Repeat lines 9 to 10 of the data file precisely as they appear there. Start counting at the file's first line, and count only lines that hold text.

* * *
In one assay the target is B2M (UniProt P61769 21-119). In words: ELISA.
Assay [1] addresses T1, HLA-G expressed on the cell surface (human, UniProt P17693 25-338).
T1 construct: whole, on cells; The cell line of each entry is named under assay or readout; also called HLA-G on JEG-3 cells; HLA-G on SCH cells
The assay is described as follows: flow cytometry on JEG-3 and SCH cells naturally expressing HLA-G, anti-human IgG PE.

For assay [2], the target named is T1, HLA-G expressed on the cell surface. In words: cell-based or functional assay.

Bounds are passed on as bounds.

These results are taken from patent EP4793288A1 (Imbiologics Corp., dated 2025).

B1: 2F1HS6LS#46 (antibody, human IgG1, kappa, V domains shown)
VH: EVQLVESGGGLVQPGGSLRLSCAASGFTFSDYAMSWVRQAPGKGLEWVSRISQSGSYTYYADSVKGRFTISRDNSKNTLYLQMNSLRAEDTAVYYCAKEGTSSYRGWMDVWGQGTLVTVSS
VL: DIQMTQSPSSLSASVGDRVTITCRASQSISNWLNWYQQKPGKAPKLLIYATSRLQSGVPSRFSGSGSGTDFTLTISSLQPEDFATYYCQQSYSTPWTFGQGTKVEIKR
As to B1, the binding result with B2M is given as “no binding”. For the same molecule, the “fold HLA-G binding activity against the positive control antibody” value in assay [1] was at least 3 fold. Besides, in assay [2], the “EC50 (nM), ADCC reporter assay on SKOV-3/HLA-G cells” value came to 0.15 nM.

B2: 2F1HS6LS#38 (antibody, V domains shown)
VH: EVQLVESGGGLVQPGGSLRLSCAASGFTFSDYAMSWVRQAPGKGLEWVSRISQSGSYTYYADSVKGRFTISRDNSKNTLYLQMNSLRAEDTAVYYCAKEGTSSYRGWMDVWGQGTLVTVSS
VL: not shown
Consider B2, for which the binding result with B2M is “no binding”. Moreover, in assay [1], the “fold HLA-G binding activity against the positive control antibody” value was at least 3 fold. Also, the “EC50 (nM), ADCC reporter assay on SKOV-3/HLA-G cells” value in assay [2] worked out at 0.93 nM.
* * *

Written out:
VH: EVQLVESGGGLVQPGGSLRLSCAASGFTFSDYAMSWVRQAPGKGLEWVSRISQSGSYTYYADSVKGRFTISRDNSKNTLYLQMNSLRAEDTAVYYCAKEGTSSYRGWMDVWGQGTLVTVSS
VL: DIQMTQSPSSLSASVGDRVTITCRASQSISNWLNWYQQKPGKAPKLLIYATSRLQSGVPSRFSGSGSGTDFTLTISSLQPEDFATYYCQQSYSTPWTFGQGTKVEIKR